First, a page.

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In Mongolia, Efforts Underway to Prevent HIV/AIDS

Project Result / Case Study | 15 May 2012

According to statistics from UNAIDS, at the end of 2010, an estimated 34 million were living with HIV/AIDS worldwide. While the number of new infections continues to fall, the global incidence of the disease remains daunting.

As part of the fight, mobile and migrant workers on major transport and infrastructure projects are an important group to consider when controlling the spread of HIV/AIDS.

In Mongolia alone, more than 2,000 kilometers of road construction and rapid development of regional roads are expected in the next few years. There are over 16,000 people employed in mining companies while more are engaged in informal mining activities.

Tackling the issue

While only a small number of people in Mongolia are infected with HIV/AIDS, ADB and the Government are not taking any chances. In road projects, HIV/AIDS prevention clauses are included in the bidding and contracting documents for prospective contractors. And since 2009, ADB has engaged civil society organizations to help prevent the spread of the disease, as well as include awareness-raising activities.

The Mongolian Employers' Federation (MONEF) and the Independent Research Institute of Mongolia (IRIM) have helped design and test HIV prevention activities in five areas of three mining companies, and on two ADB road projects.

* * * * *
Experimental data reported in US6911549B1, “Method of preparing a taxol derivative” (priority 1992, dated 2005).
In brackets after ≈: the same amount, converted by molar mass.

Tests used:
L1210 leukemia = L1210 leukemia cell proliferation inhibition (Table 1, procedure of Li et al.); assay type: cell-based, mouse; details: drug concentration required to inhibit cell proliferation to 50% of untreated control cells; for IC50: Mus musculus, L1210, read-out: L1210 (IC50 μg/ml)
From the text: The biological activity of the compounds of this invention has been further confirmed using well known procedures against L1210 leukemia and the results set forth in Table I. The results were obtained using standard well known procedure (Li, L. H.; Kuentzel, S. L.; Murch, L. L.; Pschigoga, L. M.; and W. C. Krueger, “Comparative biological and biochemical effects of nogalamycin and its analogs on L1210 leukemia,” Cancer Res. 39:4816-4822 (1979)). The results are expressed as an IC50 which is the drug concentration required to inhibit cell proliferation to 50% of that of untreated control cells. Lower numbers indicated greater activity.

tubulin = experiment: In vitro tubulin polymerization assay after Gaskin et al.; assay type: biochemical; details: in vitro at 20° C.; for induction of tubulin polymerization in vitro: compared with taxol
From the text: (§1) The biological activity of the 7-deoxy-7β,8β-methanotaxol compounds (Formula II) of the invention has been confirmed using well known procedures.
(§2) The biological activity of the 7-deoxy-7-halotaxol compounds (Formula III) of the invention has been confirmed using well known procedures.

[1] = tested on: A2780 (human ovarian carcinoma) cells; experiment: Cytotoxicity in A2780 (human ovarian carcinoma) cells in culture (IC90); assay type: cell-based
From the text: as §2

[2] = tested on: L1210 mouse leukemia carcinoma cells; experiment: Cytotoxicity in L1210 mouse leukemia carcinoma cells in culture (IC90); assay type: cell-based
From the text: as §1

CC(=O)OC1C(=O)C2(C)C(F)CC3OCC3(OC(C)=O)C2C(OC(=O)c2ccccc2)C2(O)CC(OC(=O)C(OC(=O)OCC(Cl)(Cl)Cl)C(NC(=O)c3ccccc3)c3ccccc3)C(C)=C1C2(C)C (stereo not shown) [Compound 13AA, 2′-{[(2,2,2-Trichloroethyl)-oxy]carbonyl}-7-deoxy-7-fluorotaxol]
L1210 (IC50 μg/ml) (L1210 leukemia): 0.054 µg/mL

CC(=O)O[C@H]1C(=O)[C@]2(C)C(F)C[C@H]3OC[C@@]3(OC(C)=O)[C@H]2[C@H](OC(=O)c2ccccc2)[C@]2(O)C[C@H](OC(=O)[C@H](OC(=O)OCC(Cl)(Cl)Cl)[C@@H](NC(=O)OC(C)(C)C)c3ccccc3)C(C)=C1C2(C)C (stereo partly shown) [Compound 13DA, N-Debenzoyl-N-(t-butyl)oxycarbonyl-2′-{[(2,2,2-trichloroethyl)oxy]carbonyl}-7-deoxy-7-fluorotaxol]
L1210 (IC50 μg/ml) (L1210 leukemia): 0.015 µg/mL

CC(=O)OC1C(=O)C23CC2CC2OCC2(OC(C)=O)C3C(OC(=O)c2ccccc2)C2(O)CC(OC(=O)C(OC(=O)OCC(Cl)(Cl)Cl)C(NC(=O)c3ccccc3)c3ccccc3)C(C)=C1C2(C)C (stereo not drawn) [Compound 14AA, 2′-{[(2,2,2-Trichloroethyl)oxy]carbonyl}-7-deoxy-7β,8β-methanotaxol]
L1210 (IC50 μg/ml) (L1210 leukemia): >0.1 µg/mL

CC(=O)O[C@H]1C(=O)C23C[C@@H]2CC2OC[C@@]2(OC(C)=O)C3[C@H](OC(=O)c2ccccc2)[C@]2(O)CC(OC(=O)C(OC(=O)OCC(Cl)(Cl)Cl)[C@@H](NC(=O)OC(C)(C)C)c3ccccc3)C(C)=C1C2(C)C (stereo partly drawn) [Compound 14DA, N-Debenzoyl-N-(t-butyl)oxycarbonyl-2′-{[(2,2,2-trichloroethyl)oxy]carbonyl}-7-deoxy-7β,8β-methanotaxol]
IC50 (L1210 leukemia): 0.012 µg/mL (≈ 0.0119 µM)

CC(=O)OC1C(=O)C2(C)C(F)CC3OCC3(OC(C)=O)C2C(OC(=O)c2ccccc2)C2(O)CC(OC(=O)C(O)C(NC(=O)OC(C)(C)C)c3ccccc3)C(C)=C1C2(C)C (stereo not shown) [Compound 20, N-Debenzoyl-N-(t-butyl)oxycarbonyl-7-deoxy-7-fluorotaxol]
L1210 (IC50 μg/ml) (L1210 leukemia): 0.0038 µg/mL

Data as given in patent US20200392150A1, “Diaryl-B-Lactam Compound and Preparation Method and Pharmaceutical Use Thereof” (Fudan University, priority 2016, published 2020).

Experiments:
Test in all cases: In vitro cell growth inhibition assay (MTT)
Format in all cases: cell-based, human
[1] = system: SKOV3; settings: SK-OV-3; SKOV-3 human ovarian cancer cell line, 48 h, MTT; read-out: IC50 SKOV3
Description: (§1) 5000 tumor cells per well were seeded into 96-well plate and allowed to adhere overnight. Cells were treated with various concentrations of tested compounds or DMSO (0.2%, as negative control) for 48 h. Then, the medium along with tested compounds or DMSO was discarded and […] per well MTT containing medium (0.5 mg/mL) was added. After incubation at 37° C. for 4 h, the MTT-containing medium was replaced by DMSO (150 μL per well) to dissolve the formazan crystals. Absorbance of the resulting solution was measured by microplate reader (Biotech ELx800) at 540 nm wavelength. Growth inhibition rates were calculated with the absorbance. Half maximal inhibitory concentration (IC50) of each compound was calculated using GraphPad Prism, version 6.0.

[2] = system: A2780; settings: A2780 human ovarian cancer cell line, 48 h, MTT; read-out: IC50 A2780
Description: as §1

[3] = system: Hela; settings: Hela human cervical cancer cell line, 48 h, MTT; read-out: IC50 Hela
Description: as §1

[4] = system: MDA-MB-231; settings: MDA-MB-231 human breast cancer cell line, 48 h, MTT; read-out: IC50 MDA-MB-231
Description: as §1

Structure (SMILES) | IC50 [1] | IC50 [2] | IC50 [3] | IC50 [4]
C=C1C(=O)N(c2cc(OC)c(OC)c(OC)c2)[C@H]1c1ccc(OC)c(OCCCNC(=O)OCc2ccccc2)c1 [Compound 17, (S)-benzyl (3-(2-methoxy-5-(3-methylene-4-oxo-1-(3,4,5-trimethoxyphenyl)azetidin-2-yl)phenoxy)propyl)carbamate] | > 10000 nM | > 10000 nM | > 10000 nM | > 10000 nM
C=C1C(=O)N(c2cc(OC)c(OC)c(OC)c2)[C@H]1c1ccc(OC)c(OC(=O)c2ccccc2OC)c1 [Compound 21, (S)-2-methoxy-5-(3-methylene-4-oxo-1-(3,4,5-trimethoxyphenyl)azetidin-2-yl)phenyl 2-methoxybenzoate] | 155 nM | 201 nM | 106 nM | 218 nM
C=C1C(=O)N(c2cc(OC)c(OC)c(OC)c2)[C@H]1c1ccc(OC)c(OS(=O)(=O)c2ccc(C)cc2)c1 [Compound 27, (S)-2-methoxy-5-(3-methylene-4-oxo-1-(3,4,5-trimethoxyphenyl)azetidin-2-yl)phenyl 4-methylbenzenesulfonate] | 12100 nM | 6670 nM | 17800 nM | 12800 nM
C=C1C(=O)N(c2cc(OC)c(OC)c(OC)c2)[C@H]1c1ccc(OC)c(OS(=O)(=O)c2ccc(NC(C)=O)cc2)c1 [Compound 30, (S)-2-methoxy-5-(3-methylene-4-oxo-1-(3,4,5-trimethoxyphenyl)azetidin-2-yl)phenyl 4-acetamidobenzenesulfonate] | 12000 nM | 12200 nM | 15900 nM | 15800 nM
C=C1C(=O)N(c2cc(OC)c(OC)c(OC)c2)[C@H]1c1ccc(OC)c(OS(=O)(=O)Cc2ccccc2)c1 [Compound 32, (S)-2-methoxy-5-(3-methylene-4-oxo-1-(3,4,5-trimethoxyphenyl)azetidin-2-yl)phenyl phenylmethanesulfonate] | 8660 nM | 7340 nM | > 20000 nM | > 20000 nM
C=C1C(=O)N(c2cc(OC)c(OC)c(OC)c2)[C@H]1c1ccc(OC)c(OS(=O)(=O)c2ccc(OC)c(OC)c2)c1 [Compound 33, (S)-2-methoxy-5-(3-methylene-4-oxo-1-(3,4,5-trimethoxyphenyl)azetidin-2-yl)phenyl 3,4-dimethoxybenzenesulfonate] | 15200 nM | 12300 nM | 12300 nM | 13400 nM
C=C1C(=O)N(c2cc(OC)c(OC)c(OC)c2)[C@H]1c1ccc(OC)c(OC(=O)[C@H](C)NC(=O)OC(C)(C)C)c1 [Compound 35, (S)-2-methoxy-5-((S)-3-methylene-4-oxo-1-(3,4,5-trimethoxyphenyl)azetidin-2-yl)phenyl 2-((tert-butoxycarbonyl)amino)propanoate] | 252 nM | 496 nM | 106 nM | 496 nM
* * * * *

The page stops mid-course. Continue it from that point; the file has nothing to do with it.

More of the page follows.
"Each mining company now has STI/HIV/AIDS prevention policy adopted in their workplaces and have successfully inserted it in their management systems", said Khuyag Ganbaatar, Executive Director of MONEF.

Working with communities

IRIM surveyed local communities about their knowledge and behavior on HIV/AIDS. The results helped them design a communication program including print materials and DVDs to increase people's awareness and change their behavior to prevent the disease.

Condoms are also being distributed in vending machines installed in public places and are regularly refilled.

Mongolian agencies have already expressed appreciation and willingness to support such initiatives - an important step in making HIV/AIDS prevention activities institutionalized.

Law reform

"ADB is also pushing for the amendment of the AIDS law to include HIV prevention in the workplace. This will facilitate government budget allocation for HIV prevention activities to curb an impending epidemic in Mongolia," said Claude Bodart, ADB Principal Health Specialist.

ADB has been supporting HIV/AIDS projects since 1993. The technical assistance on HIV/AIDS Prevention in ADB Infrastructure Projects and the Mining Sector for Mongolia amounts to $1 million and is expected to be completed in April 2013.